Whether you want to lose weight, lower your cholesterol, or just have more stable energy levels throughout the day, eating right is important. In my particular case, I was feeling really draggy all the time and knew my diet was to blame.* I'd been trying to make nutritional adjustments for myself, but nothing was helping; Finally, I admitted defeat and decided to seek the guidance of a trained expert. And this, of course, is where Kyle came in.
Obviously, a good nutritionist should know a lot about food. Kyle certainly does: he has a BSc in Human Nutrition (with honours). He's clearly passionate about the science of food and he taught me lots of things I didn't know before (and I was already a lot better-informed than the average bear...dealing with several major food sensitivities will do that to a person). I told Kyle about my wacky food issues and he designed set of guidelines for a healthy, complete diet that stayed within all my parameters and only included foods I actually like. So that's pretty awesome.
The less-obvious part of being a good nutritionist - the part that didn't occur to me until I experienced it - is knowing a lot about human nature. Kyle realizes that it's really hard for most people to make drastic life changes all at once, so we proceed in baby steps: at each appointment, he gives me one or two new daily food-tasks to fit into my day. If I encounter a setback**, I don't feel like he's judging me or secretly thinking that I suck; he just gently nudges me back on track. In fact, recently I got really blocked - I couldn't make myself take the next baby step - and I asked Kyle if I could take a break from our appointments until I got my sense of discipline back. Kyle replied that we could totally take a break if I wanted, but that he'd prefer to help me work through my mental block instead. He understands the underlying reasons why people make bad food choices and considers it part of his job to educate people. And, indeed, we did make some progress there, because...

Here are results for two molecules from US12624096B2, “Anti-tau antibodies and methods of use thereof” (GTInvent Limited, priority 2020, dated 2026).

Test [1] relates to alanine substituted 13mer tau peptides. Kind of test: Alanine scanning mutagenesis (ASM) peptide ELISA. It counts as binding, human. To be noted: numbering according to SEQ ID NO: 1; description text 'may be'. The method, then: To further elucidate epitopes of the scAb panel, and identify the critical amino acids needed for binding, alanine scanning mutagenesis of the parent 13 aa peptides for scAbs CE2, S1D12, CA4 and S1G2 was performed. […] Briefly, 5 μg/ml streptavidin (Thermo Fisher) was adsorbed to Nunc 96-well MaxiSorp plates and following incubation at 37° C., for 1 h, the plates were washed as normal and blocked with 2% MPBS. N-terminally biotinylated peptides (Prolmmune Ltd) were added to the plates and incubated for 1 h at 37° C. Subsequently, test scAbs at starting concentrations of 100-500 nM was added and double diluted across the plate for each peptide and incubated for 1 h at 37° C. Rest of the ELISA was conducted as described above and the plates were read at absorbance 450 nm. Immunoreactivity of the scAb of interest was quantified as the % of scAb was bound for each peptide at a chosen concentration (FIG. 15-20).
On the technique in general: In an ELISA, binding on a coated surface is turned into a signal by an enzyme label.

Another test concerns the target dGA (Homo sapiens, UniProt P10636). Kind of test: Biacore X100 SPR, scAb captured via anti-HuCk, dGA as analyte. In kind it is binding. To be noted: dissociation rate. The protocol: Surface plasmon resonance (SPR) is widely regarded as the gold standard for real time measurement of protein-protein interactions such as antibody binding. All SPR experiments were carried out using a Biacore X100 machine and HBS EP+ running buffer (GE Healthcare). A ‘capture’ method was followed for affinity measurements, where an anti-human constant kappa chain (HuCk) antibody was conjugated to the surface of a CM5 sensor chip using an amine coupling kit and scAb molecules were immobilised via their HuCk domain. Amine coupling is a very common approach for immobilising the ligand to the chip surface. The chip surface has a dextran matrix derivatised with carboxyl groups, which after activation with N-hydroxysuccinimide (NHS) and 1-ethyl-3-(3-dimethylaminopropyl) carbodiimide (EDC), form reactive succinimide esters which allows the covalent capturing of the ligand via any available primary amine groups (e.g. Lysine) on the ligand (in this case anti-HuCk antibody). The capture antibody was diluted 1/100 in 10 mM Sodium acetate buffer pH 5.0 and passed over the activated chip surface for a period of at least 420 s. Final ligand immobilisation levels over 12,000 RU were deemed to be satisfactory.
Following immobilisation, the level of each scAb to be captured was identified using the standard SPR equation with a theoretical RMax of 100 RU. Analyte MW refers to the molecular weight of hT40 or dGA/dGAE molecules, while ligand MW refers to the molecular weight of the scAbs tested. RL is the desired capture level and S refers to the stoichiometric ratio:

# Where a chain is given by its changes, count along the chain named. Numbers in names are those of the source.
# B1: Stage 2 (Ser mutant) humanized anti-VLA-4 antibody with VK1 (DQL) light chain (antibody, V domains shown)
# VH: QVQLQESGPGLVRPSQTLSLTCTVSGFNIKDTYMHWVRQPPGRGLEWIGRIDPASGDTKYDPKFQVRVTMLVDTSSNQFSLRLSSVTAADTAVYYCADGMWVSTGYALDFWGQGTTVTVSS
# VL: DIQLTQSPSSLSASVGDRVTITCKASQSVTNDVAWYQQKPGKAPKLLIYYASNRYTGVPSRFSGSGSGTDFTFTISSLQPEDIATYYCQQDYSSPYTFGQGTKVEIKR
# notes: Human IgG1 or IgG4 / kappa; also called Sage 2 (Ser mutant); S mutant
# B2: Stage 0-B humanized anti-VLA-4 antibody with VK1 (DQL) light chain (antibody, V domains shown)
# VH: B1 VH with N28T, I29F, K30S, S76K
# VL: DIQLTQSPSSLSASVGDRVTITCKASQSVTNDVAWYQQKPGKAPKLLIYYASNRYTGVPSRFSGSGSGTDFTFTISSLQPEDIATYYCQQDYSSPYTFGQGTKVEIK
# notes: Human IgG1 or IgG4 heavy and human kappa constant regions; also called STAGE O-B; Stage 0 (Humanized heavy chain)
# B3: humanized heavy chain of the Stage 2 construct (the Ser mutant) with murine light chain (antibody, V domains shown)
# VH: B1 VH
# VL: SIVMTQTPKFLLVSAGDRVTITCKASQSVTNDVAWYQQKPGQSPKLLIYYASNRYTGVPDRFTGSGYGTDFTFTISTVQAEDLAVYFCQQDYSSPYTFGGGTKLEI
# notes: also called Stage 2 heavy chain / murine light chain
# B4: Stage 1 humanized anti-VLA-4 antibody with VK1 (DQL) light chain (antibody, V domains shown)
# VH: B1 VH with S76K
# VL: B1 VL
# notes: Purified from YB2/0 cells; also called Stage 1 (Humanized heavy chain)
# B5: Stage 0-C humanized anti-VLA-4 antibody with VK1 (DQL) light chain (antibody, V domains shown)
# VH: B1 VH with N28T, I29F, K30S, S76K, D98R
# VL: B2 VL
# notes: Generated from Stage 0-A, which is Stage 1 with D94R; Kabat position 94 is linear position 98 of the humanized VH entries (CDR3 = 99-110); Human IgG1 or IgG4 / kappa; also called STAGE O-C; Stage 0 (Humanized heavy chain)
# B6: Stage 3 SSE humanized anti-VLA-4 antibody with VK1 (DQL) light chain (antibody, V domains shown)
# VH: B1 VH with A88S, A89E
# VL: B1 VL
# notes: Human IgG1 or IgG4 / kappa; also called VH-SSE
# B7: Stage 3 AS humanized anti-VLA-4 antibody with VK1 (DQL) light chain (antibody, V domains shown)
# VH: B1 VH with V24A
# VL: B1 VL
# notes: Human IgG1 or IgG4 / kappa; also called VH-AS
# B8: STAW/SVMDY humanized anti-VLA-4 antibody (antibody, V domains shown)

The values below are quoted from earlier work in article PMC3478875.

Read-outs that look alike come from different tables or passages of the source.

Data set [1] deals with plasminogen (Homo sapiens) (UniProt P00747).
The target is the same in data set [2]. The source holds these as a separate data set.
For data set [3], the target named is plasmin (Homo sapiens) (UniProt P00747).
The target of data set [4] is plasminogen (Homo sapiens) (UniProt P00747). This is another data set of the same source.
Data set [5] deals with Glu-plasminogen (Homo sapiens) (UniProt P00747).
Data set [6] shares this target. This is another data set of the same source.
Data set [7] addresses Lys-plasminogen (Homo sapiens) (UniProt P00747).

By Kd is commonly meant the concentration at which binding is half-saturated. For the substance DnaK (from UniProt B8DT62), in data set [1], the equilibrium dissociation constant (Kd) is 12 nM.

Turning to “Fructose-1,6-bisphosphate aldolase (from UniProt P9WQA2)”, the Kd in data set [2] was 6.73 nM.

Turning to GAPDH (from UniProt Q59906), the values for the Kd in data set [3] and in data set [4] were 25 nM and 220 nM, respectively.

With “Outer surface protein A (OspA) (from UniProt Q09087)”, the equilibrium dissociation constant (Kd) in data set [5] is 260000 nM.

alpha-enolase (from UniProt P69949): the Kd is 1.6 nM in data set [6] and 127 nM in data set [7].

Kyle's knowledge goes above and beyond what you'd expect a nutritionist to know. Did I mention that he's also a certified personal trainer? Well, he is, and this puts him in a unique position to see how food and exercise dovetail to improve your health. He also knows techniques for dealing with stress and getting a proper amount of sleep. In our last session, I don't think we talked about food at all; we mostly discussed the fact that I need to buy a warmer winter coat (so that I can go for walks, which will lower my stress and clear my mind, which will help me go to bed earlier, which will help me wake up earlier, which will give me time to chop vegetables for my omelets and salads!).
I love that Kyle emails me notes/reminders/nutrition charts after each session and that he remembers all my details whenever we talk - that's just good business right there. And even though he's technically a jock (he's into rugby, jiu-jitsu, and lots of other sports, plus there's the whole personal trainer thing) I have never once seen him crush an aluminum can against his forehead or scream the word "EXTREEEEEME!" at the top of his lungs***. He seems like a guy who could relate well to anyone.
Since seeing Kyle, my energy levels and even my mood have improved quite a bit. I also lost ten or fifteen pounds in the first month or so, which wasn't one of my goals (but I like it!). And our journey isn't done yet!
If you want to make some positive changes to your body and you're able to get to the Spadina and Adelaide area of Toronto, you should consider seeing Kyle, too.
*You would probably be amazed at the things diet can cause...if you have an issue with your health and nobody can figure out why, try testing yourself for food sensitivities! Actually, do that even if you do think you know what's up. Years ago my doctor diagnosed me with clinical depression; eventually, I figured out that I could lift my mood considerably simply by cutting soy out of my diet.
More of my wacky food issues: if I eat gluten (so basically, anything with flour in it) I feel all bloated and then fall into a horrible inescapable coma sleep that lasts for hours. Gluten was also making my cuts/scrapes/bruises take forever to heal - and contributing to my low energy - because it kept me from absorbing the nutrition in my food properly,
And either the gluten or the soy (or both) must have been giving me "cloudy brain" (a frequent symptom of food sensitivity) - now that I've cut those things out, I no longer trail off in mid-sentence all the time. Eating differently actually made me smarter!
So remember: food sensitivities can cause a lot more issues than you realize. Pretty much everyone would benefit from doing the process-of-elimination thing to make sure their body is okay with the food they eat. Kyle can teach you how!
** "I'M GOING TO EAT A BLOCK OF CHEESE FOR EVERY MEAL TODAY...AND WASH IT DOWN WITH CHOCOLATE SAUCE!!!!! BOO-YAH!!!!!!!!!!!!!!!!!!!!"
***you laugh, but I was seriously worried. Everyone knows that jocks and nerds are natural enemies; also, naturally athletic types usually don't see that my low-energy thing is an actual physical problem. They think I'm faking it for attention, or I just need a pep talk, or something.